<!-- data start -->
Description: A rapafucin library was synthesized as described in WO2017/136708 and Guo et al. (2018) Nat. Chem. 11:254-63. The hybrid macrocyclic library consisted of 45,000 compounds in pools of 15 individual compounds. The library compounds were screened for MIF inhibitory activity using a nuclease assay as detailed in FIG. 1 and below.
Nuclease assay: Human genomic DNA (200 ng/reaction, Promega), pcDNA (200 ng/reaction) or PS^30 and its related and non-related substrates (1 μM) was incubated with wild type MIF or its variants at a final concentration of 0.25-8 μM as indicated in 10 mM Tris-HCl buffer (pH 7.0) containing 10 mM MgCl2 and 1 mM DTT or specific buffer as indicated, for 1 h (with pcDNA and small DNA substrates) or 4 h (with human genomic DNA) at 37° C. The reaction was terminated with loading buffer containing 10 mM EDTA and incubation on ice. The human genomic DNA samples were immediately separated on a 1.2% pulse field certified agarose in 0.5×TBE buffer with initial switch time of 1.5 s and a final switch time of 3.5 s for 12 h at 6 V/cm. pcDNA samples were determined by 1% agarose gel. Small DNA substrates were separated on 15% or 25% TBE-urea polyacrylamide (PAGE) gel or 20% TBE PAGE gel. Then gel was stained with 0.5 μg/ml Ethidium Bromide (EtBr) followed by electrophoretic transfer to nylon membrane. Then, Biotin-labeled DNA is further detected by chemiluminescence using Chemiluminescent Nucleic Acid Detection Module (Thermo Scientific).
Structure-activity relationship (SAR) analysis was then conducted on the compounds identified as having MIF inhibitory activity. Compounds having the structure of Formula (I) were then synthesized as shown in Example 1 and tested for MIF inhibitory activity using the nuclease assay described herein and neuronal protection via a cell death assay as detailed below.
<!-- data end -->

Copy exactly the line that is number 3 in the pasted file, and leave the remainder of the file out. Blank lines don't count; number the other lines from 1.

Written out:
Structure-activity relationship (SAR) analysis was then conducted on the compounds identified as having MIF inhibitory activity. Compounds having the structure of Formula (I) were then synthesized as shown in Example 1 and tested for MIF inhibitory activity using the nuclease assay described herein and neuronal protection via a cell death assay as detailed below.